As the Singapore Grand Prix concludes and teams begin the hard work of packing up the cars so that the racing circus may begin again at Suzuka next week, it is very clear that FOM is not learning from its mistakes and still does not consider the sport’s fans as its most important asset.
Two incidents, one during the race, and yet another post-race matter, have once again demonstrated the need for F1 to increase its transparency – something that no successful brand can exist without.
Keeping the fans informed
The Italian Grand Prix concluded with a baffling episode unfurling, where many observers were left in the dark as to whether the result of the race would stand.
Today, once again, fans found themselves in a situation where they feared that a hard-fought victory would be stripped from Sebastian Vettel after it emerged that his Ferrari team were being investigated for a Pac Ferme infraction.
Some hours later it has emerged that the Italian squad will not be penalised for its team members behaving in an “inappropriate manner” after the race.
No further details have been forthcoming and both fans and the media find themselves completely in the dark about what may have occurred. This situation simply must end and ample explanation must be shared by FOM with the public to avoid cheapening the spectacle of the show.
Penalties and penalising fans
This is not the only example of F1’s lack of transparency this weekend.
Nico Hulkenberg was awarded a grid penalty for the Japanese Grand Prix following a collision with Felipe Massa. The TV coverage and commentary provided no insight into one driver being more at fault than the other, with the situation appearing to be an unfortunate racing incident.
However, the race stewards are privy to considerably more information than the fan at home, with data and other TV angles available to support their decision making – as is necessary.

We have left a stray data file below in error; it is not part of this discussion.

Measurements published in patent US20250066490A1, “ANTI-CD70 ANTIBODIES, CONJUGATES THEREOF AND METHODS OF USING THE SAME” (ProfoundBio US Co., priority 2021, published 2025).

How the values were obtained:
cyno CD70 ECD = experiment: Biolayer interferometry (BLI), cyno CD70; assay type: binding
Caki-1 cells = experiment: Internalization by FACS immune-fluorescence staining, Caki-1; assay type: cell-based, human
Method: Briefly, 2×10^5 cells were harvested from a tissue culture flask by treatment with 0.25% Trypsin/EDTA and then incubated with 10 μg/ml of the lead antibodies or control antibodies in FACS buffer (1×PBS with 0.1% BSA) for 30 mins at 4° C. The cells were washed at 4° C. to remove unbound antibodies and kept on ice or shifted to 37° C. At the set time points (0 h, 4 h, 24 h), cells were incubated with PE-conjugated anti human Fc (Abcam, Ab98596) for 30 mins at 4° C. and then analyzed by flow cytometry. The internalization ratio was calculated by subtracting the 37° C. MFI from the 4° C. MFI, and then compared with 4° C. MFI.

Yet they did not make clear to the viewing public why the German driver was penalised. It is worthless to have such powers and information at your disposal if the drivers and the public are not able to understand what has informed your decision – this is the very same situation that Pirelli found itself in with the tyre pressure scandal, which resulting in a loss of trust from fans, the media and drivers alike.
The stewards and the FIA must ensure that fans are kept informed. Otherwise they will rely on the information presented through commentary and TV footage, which will result in a loss of trust for the FIA and race stewards.
The final nail in the coffin relates to the track invader.
The mere fact that this was allowed to occur – for the second time in the 2015 season – is frankly unthinkable, and the sport must ensure that all access to the track during the race is secure.
However, once again the sport’s key stakeholders have not been forthcoming about the incident. Details on who the man was, how and why he was able to access the track, and the measures that are being taken to avoid this occurring in the future should have been a priority for the FIA and FOM press teams.
F1’s out-dated approach to keeping its stakeholders – by which I mean fans, sponsors, event organisers, teams, and the media – is unacceptable. F1 is a global brand that is known for quality and the actions of FOM this season, starting with threats of legal action against fans and culminating in borrowing $1bn to pay its shareholders when teams are on the brink of collapse, is at best short sighted.
This must change. Transparency is key and fans deserve better.